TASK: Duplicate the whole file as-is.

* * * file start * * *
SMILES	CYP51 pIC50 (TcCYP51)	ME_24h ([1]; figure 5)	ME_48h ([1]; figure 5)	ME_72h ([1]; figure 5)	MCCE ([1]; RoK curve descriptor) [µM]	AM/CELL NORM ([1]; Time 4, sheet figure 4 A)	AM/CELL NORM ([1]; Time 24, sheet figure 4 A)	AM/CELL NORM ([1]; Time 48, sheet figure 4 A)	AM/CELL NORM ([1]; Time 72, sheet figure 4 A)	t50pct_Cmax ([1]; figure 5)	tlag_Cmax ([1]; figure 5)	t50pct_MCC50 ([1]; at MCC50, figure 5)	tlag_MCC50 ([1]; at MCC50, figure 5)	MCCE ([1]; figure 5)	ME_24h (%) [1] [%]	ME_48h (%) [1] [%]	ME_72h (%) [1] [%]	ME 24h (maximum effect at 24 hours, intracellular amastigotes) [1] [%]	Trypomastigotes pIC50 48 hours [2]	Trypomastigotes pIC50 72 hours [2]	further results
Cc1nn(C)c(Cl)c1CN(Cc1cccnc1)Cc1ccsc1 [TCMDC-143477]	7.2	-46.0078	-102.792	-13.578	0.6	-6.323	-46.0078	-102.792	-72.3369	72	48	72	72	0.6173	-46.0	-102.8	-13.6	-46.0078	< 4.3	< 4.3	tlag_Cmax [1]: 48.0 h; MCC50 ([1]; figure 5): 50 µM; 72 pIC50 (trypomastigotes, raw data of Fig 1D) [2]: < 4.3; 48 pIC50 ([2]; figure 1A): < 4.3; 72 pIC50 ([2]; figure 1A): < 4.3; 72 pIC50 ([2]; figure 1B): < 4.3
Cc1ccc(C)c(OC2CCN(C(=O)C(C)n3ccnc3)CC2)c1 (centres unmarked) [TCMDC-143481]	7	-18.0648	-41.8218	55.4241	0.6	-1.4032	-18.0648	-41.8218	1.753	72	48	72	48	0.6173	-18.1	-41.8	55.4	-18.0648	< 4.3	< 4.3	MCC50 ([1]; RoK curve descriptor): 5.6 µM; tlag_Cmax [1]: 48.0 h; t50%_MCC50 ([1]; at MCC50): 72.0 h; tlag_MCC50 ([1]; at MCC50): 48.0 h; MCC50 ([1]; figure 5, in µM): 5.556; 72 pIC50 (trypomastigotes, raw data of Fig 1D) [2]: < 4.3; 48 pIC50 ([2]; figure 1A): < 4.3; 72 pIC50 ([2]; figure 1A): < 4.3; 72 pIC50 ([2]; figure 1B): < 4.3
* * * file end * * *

SMILES	CYP51 pIC50 (TcCYP51)	ME_24h ([1]; figure 5)	ME_48h ([1]; figure 5)	ME_72h ([1]; figure 5)	MCCE ([1]; RoK curve descriptor) [µM]	AM/CELL NORM ([1]; Time 4, sheet figure 4 A)	AM/CELL NORM ([1]; Time 24, sheet figure 4 A)	AM/CELL NORM ([1]; Time 48, sheet figure 4 A)	AM/CELL NORM ([1]; Time 72, sheet figure 4 A)	t50pct_Cmax ([1]; figure 5)	tlag_Cmax ([1]; figure 5)	t50pct_MCC50 ([1]; at MCC50, figure 5)	tlag_MCC50 ([1]; at MCC50, figure 5)	MCCE ([1]; figure 5)	ME_24h (%) [1] [%]	ME_48h (%) [1] [%]	ME_72h (%) [1] [%]	ME 24h (maximum effect at 24 hours, intracellular amastigotes) [1] [%]	Trypomastigotes pIC50 48 hours [2]	Trypomastigotes pIC50 72 hours [2]	further results
Cc1nn(C)c(Cl)c1CN(Cc1cccnc1)Cc1ccsc1 [TCMDC-143477]	7.2	-46.0078	-102.792	-13.578	0.6	-6.323	-46.0078	-102.792	-72.3369	72	48	72	72	0.6173	-46.0	-102.8	-13.6	-46.0078	< 4.3	< 4.3	tlag_Cmax [1]: 48.0 h; MCC50 ([1]; figure 5): 50 µM; 72 pIC50 (trypomastigotes, raw data of Fig 1D) [2]: < 4.3; 48 pIC50 ([2]; figure 1A): < 4.3; 72 pIC50 ([2]; figure 1A): < 4.3; 72 pIC50 ([2]; figure 1B): < 4.3
Cc1ccc(C)c(OC2CCN(C(=O)C(C)n3ccnc3)CC2)c1 (centres unmarked) [TCMDC-143481]	7	-18.0648	-41.8218	55.4241	0.6	-1.4032	-18.0648	-41.8218	1.753	72	48	72	48	0.6173	-18.1	-41.8	55.4	-18.0648	< 4.3	< 4.3	MCC50 ([1]; RoK curve descriptor): 5.6 µM; tlag_Cmax [1]: 48.0 h; t50%_MCC50 ([1]; at MCC50): 72.0 h; tlag_MCC50 ([1]; at MCC50): 48.0 h; MCC50 ([1]; figure 5, in µM): 5.556; 72 pIC50 (trypomastigotes, raw data of Fig 1D) [2]: < 4.3; 48 pIC50 ([2]; figure 1A): < 4.3; 72 pIC50 ([2]; figure 1A): < 4.3; 72 pIC50 ([2]; figure 1B): < 4.3